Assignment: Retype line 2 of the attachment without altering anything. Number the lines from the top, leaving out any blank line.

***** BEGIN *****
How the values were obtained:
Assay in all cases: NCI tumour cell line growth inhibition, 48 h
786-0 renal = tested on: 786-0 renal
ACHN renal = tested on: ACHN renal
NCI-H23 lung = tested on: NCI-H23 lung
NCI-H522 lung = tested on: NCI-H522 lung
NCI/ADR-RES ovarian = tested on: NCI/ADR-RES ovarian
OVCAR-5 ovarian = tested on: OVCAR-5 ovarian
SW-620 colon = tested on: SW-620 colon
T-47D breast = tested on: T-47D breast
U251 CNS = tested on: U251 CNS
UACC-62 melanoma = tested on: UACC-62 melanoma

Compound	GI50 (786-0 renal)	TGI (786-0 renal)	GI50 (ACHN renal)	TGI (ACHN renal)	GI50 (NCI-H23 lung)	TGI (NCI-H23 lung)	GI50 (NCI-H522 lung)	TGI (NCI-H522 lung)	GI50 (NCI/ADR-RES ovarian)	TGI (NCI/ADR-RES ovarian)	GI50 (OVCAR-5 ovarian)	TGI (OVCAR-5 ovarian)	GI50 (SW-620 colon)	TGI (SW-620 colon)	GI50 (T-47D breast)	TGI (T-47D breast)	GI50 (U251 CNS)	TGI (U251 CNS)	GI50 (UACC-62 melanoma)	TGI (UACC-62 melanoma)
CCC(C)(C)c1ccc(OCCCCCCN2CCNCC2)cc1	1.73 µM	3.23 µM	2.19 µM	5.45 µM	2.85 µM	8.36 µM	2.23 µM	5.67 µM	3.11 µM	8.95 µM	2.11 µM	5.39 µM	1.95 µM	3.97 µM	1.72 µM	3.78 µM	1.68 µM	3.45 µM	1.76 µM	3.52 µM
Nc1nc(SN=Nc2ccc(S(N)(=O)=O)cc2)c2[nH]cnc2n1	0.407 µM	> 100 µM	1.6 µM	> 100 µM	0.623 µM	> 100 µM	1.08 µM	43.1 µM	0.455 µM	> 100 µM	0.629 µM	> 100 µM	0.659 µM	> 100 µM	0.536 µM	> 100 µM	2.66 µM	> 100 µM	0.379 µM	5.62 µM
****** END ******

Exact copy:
Assay in all cases: NCI tumour cell line growth inhibition, 48 h